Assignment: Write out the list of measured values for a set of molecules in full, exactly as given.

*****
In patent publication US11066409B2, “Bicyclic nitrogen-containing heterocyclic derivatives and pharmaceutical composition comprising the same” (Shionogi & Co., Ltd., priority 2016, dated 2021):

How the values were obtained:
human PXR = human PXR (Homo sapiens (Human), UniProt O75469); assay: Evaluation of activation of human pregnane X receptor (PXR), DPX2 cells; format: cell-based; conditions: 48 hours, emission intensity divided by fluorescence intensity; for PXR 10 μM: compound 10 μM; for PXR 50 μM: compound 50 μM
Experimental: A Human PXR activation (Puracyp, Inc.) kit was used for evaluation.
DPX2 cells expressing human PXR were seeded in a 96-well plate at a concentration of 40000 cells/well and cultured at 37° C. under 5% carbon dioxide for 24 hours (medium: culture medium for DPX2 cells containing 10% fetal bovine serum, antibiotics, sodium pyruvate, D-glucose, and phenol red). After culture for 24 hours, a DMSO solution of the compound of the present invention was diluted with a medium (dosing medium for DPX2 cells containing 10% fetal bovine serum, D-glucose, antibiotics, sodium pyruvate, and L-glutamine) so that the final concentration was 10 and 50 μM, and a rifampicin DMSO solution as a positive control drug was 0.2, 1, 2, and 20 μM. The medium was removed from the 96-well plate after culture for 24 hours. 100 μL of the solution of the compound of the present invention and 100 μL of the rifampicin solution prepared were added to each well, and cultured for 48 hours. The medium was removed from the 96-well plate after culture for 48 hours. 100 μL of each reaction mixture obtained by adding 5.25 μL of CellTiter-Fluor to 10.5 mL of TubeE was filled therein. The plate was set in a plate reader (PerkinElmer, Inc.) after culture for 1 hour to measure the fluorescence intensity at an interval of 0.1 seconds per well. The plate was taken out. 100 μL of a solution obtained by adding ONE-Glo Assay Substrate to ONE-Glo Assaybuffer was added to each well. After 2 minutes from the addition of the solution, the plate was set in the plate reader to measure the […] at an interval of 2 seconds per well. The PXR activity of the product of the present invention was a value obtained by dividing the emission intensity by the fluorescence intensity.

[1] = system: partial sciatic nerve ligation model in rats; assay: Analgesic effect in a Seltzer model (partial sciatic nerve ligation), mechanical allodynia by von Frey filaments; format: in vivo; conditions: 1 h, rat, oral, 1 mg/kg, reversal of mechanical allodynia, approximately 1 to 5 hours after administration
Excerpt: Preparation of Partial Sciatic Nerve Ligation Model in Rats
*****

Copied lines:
In patent publication US11066409B2, “Bicyclic nitrogen-containing heterocyclic derivatives and pharmaceutical composition comprising the same” (Shionogi & Co., Ltd., priority 2016, dated 2021):

How the values were obtained:
human PXR = human PXR (Homo sapiens (Human), UniProt O75469); assay: Evaluation of activation of human pregnane X receptor (PXR), DPX2 cells; format: cell-based; conditions: 48 hours, emission intensity divided by fluorescence intensity; for PXR 10 μM: compound 10 μM; for PXR 50 μM: compound 50 μM
Experimental: A Human PXR activation (Puracyp, Inc.) kit was used for evaluation.
DPX2 cells expressing human PXR were seeded in a 96-well plate at a concentration of 40000 cells/well and cultured at 37° C. under 5% carbon dioxide for 24 hours (medium: culture medium for DPX2 cells containing 10% fetal bovine serum, antibiotics, sodium pyruvate, D-glucose, and phenol red). After culture for 24 hours, a DMSO solution of the compound of the present invention was diluted with a medium (dosing medium for DPX2 cells containing 10% fetal bovine serum, D-glucose, antibiotics, sodium pyruvate, and L-glutamine) so that the final concentration was 10 and 50 μM, and a rifampicin DMSO solution as a positive control drug was 0.2, 1, 2, and 20 μM. The medium was removed from the 96-well plate after culture for 24 hours. 100 μL of the solution of the compound of the present invention and 100 μL of the rifampicin solution prepared were added to each well, and cultured for 48 hours. The medium was removed from the 96-well plate after culture for 48 hours. 100 μL of each reaction mixture obtained by adding 5.25 μL of CellTiter-Fluor to 10.5 mL of TubeE was filled therein. The plate was set in a plate reader (PerkinElmer, Inc.) after culture for 1 hour to measure the fluorescence intensity at an interval of 0.1 seconds per well. The plate was taken out. 100 μL of a solution obtained by adding ONE-Glo Assay Substrate to ONE-Glo Assaybuffer was added to each well. After 2 minutes from the addition of the solution, the plate was set in the plate reader to measure the […] at an interval of 2 seconds per well. The PXR activity of the product of the present invention was a value obtained by dividing the emission intensity by the fluorescence intensity.

[1] = system: partial sciatic nerve ligation model in rats; assay: Analgesic effect in a Seltzer model (partial sciatic nerve ligation), mechanical allodynia by von Frey filaments; format: in vivo; conditions: 1 h, rat, oral, 1 mg/kg, reversal of mechanical allodynia, approximately 1 to 5 hours after administration
Excerpt: Preparation of Partial Sciatic Nerve Ligation Model in Rats